At thetime of the African-American Civil Rights movement, segregation was abundant inall aspects of life. Separation, it seemed, was the standard and tradition for Americanssince our inception. Challenging the system that is so engrained in Americansociety seems nearly impossible to turn over–but change was coming.

In orderto create a world of true equality, segregation had to be terminated throughoutall of America. Fifty-three years ago the Civil Rights Act was passed to endracial discrimination in America. As well, later on the Voting Rights Act toallow every man to vote and not be discriminated against. In the book March, John Lewis does an excellent jobexplaining real life situation to the reader. As readers, we learn how he wentabout peaceful protesting, sit-ins, and the belief of clear ideology of equal treatmentunder law. John Lewis illustrates how protestors are framed and later onarrested for crimes that weren’t committed.

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Lewis was challenging the world andtheir view on African Americans. He challenged the world with peaceful protests,as well as standing up for not only African American rights but also humanrights.  Segregationwas not only happening in the American South but was also prevalent in theUnited States as a whole. In 1961, Freedom Riders took a stand in a peacefulprotest around the south. According to, The Freedom Riders weregroups of white and African American civil rights activists who participated inFreedom Rides, bus trips through the American South in 1961 to protestsegregated bus terminals. Freedom Riders tried to use “whites-only” restroomsand lunch counters at bus stations in Alabama, South Carolina and otherSouthern states.

The groups were confronted by arresting police officers—aswell as horrific violence from white protestors—along their routes, but alsodrew international attention to their cause. People were baffled at the factthat segregation was prevalent in such severity a few miles away from them. Throughoutthe fight for equality, most of the protest were peaceful protests. Many of thecivil rights movement leaders created their platforms on peaceful protests andthe approach of no violent acts. During the Freedom Riders protest, civilianthrew rocks and even fired firearms at the bus windows because they didn’t agreewith the course of action. In March,we see this prevalent as well. When Lewis is leading the group of African Americansover the bridge the white Americans attacked when no African American wasarmed.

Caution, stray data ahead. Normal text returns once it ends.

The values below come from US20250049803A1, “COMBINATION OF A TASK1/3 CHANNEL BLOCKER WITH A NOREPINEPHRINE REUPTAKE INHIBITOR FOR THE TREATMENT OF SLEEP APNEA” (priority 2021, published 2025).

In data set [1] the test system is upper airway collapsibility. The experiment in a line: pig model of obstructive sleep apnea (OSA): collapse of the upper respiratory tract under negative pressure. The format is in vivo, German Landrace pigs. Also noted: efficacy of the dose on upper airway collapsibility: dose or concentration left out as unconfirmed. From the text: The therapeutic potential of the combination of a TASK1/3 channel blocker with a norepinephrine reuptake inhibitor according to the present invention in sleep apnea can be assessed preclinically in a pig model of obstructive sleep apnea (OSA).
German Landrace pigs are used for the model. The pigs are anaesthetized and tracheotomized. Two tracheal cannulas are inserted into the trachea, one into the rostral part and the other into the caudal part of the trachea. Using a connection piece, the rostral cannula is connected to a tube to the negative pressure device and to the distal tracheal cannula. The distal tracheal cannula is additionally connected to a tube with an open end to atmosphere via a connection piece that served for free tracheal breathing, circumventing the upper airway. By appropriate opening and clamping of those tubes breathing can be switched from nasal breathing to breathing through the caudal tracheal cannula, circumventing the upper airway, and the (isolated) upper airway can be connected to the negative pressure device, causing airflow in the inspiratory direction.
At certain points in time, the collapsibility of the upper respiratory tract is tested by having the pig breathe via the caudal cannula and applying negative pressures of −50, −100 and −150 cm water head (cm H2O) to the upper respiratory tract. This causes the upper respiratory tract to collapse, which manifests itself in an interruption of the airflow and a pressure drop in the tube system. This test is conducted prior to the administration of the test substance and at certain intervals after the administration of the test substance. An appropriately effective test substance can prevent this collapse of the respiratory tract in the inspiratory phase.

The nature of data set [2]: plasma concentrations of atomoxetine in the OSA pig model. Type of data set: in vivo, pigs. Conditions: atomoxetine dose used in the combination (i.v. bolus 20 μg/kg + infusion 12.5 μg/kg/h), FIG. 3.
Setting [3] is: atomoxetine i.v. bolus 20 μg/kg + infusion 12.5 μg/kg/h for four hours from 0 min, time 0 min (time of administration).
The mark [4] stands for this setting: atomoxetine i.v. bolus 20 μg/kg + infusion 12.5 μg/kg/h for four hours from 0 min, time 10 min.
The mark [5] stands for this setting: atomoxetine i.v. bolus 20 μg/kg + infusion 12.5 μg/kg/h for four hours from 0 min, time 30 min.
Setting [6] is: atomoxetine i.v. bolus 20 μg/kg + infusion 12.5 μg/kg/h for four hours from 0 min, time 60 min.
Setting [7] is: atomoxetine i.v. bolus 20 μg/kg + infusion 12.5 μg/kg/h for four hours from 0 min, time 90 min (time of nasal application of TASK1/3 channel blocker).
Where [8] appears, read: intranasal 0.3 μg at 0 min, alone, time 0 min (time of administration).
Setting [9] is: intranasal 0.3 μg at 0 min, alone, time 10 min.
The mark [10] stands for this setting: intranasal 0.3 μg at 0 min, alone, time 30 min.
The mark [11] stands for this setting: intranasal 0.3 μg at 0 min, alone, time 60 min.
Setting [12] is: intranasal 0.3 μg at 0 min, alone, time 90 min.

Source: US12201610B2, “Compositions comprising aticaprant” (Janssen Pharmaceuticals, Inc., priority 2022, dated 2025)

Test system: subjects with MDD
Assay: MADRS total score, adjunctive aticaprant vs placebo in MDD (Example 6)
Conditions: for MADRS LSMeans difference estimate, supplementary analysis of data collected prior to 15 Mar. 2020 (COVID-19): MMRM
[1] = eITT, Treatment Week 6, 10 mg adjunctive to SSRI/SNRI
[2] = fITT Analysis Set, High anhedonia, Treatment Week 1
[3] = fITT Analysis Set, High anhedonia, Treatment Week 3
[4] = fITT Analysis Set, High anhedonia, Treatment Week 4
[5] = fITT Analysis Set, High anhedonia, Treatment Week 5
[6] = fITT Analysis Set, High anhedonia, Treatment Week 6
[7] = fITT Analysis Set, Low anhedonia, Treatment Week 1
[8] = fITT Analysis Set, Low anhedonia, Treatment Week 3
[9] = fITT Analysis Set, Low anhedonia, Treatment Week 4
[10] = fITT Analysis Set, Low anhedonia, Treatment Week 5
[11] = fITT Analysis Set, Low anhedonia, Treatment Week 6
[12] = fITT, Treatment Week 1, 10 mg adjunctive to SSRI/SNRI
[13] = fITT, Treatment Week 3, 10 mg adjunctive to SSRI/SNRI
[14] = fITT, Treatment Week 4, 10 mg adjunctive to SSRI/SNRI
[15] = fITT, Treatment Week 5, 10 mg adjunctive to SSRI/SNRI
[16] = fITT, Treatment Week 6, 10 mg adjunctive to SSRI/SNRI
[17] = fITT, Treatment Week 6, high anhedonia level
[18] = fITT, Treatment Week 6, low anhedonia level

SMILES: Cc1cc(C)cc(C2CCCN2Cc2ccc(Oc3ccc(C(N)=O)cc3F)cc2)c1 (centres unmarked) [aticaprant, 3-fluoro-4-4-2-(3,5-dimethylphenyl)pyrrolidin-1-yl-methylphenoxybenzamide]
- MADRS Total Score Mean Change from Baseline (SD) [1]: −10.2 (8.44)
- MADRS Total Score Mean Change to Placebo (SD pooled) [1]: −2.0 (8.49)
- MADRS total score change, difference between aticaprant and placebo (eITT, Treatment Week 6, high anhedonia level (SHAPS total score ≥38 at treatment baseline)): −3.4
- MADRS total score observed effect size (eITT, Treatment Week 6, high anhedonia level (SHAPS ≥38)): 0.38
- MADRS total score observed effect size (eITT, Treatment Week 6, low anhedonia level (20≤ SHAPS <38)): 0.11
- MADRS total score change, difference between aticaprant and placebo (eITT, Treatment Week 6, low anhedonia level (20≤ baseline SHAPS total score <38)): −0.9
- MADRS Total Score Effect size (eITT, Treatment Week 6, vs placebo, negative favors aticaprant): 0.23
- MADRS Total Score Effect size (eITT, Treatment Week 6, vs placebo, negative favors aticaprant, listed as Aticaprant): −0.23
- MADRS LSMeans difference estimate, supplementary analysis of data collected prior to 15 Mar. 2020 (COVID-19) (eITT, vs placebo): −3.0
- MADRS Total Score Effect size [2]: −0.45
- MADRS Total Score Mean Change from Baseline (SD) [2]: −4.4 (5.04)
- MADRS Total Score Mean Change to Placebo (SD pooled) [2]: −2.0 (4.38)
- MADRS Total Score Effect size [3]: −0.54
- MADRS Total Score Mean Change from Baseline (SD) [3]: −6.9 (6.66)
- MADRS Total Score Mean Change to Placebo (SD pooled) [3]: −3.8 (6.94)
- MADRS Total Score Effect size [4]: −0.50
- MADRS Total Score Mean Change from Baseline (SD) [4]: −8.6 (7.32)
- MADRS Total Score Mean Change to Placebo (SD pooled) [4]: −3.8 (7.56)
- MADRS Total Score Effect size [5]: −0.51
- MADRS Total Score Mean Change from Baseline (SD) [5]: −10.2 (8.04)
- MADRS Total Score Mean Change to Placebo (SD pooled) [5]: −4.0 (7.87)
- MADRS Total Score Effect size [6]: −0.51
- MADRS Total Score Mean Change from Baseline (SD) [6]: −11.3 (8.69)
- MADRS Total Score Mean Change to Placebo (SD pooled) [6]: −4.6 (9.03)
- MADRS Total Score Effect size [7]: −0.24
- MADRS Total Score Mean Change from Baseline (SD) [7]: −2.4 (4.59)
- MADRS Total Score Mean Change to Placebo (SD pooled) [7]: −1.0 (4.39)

While they ran back over the bridge the whites threw smoke bombs tryingto blur the vision of the Africans. They used police bats to beat the African Americans.The innocence of every day African Americans were stripped from their verybacks. Even when being beaten alive by people they still remained fairly calm.They didn’t fight back nor did they retaliate. Many methods of attack were usedto attack our civil rights movement leaders.

Anything from racial slurs, ginsand even lynching’s. Ourcivil rights leaders such as Lewis and M.L.

K believed in non-violent protests.They believed in order to get the attention they deserved there needed to be noviolence. Violence showed weakness in what they were fighting for. Peaceful protestshowed they strongly believed in what they were fighting for and didn’t need todraw negative attention to oneself as well as the problem they were fightingfor. When the rest of the people decided to take matters into their own hands, theystill believed in being peaceful. Not once was fire fought with fire in the fightfor equal rights.

When sit-ins took place in dinners, as shown in March, the protesters were ridiculed.Food was poured over them, sauce was poured over their heads, and racial slursseemed to have no end. Lewis also held meetings for the protestors on how toact when being arrested. Lewis knew there was a high chance for theirprotestors to be arrested. He took precautions and warned his followers aboutall the possible outcomes. Everyone one went in to ‘battle’ with all theknowledge of every possible outcome becoming a reality. Althoughthe voting rights act was passed, President Johnson, M.

L.K., and Lewis believedthe ‘battle would not be over’. Many people still believed they were being silencedwith their opinion of this act. Many people believed that their voices weren’t beingheard Fifty-three years ago the act passed but not everyone agreed with it.With our president, Mr. Trump, we notice how so many man and women still believein act that were being committed in the mid 20th century.